Last week I made an unexpected purchase. I bought a new car. My travels to schools had put a lot of wear and tear on the one that I traded in. I have been a car enthusiast most of my life, though I really hate the sales process as well as the paperwork involved in getting a new car. This time I was fortunate to work with a very good salesperson, a Rutgers grad like myself. After I came home with my purchase, I thought about how choosing a college was a lot like shopping for a car. The exercise of choosing a college versus committing to the next car is not all that different.

When you buy a new car you go into a slick-looking showroom. Bright, shiny new cars are spread throughout, usually equipped with add ons that the dealer wants you to buy. These add ons, some nice like wheel locks, some unnecessary like a chrome exhaust finisher, can raise the price of the car by more than you’d ever want to pay.

But no smart car buyer ever pays the full sticker price. Just like families who are choosing a college.

When you shop for a new car you can find price guides that tell you what the dealer pays for the car, any bonuses that the manufacturer might be offering to the dealer to help them to sell the car, and any incentives that a buyer can take advantage of to pay as little for the car as possible. You also know what the dealer pays for those add-on accessories. And you can go to the Kelly Blue Book Web site to get an estimate of the value of your car to a dealer as well as the price that you might get if you sell the car yourself. The past three times that I have bought a new car, I brought this information into the negotiations. Given the choice between selling a car and letting me walk the dealer sells the car on my terms.

Colleges refer you to “net price calculators” as well as a number called “average net price” to give prospective students and their parents some idea of what they’re likely to pay for the first year of college.

However, since college is a future purchase–the student might not be on campus for another year or two–the numbers that you will see are at best, a best guess of the price that you will pay, less incentives that the school might offer.

Colleges are sold a lot like cars. But there are some differences.

  • If you want the right car and you have good credit, you can qualify for low-interest loans. Only these loans are subsidized by the auto company and they can be discharged in the event of bankruptcy.
  • If you threaten to go to another dealer that offers you a better deal, then a dealership will try to match or beat their price. Or they might not. The same is true in the process of choosing a college. A college will match or beat a financial aid offer if it wants you badly enough.
  • Ccar dealers and colleges will sometimes allow you to take on more debt than you should ever handle. The car dealer has the advantage. S/he can come without warning and take your car. A college will wait until after you have graduated or dropped out to go after you for the debt.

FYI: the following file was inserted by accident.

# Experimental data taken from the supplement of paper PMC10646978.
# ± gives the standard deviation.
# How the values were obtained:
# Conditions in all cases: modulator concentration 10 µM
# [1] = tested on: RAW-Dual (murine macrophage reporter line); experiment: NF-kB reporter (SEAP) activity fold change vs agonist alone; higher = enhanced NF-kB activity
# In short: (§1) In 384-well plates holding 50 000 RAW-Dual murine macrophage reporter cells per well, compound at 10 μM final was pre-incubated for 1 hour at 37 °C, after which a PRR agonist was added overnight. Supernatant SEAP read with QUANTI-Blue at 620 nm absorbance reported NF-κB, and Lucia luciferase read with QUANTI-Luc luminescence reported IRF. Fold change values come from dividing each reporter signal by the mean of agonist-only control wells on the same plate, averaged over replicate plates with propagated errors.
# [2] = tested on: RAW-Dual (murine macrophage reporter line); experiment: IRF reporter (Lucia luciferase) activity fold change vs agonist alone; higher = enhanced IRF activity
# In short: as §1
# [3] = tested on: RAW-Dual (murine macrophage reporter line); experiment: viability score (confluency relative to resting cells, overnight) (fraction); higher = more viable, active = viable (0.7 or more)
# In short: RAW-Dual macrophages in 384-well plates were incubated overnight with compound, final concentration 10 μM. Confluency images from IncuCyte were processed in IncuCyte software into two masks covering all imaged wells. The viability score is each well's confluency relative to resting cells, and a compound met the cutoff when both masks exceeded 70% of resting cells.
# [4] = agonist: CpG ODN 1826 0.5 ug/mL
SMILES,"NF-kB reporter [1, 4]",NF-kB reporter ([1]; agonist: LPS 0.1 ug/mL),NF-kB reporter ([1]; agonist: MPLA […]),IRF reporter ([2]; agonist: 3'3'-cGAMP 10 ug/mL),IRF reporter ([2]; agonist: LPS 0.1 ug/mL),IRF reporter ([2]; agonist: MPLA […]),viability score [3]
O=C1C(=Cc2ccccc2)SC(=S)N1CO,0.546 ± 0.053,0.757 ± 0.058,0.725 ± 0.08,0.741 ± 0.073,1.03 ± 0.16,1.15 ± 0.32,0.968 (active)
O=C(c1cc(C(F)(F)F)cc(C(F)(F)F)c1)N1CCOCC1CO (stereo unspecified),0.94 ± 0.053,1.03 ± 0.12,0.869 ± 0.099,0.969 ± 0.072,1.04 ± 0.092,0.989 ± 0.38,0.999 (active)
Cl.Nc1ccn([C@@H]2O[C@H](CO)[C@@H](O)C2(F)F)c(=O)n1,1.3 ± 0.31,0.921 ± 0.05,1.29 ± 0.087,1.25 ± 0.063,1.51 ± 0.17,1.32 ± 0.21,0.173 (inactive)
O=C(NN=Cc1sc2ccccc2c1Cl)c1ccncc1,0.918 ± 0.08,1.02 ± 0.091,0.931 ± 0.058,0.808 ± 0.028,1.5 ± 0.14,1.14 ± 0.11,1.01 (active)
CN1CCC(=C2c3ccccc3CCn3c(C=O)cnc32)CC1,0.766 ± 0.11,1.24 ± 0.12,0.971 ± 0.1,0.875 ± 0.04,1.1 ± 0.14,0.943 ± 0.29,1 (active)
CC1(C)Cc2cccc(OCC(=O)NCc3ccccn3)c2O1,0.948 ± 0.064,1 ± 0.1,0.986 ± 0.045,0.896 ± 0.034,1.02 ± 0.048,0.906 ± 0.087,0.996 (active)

• Colleges, like car manufacturers, will offer loans that extend payments far longer than you should ever pay. You can get a 72-month or 84-month car loan, a crazy thing to do when you are financing a depreciating asset. College loans can be paid over two decades for an undergraduate degree. But the car manufacturer will not cut you a break for more than a month or two. The student loan grantors allow forbearance.
  • Auto sales people, if they’re smart, know their product and they can answer your questions completely. A car is a very expensive purchase. A good sales person must instill confidence in the product as well as the dealership’s ability to support it.  The same is true of a college admissions officer when it comes to choosing a college. Car dealers, like colleges, sell not only an “experience” or a “product.” They’re selling a package of services performed by people.
  • Auto sales people pitch the product based on curb appeal, how good you will look in it and what your friends or neighbors might think of you for buying it. The same is true of college admissions officers in the process of helping parents and students in choosing a college. They might not care so much about what a student’s friends will think about their college choice. But they, like the auto sales people, want you to feel good and look happy about your decision.
  • Unhappy faces on campus are a huge downer for admissions officers as well as the student ambassadors who give the campus tours. Same with the crowds of annoyed customers waiting in the car dealer’s service department. A good tour guide steers you around those crowds. The car dealer tries to clear out the waiting areas in the service department as well as the showroom as best they can, even if they have to feed you. So, in college admissions and auto sales customer service from other departments is a very important part of the marketing.
  • Auto sales is an occupation where people do not stick around long. The place where I bought my car is an exception. The same is true for college admissions staffs. The young and energetic counselor who might have helped your older son or daughter in choosing a college three years ago has likely moved on to another job.
  • The paperwork to commit to the purchase is complicated.

The major difference, of course, is that most people who need a car are likely to buy more than one or two through their lifetime. Most families commit to a college in the hope that they will need to work with only one college.

 

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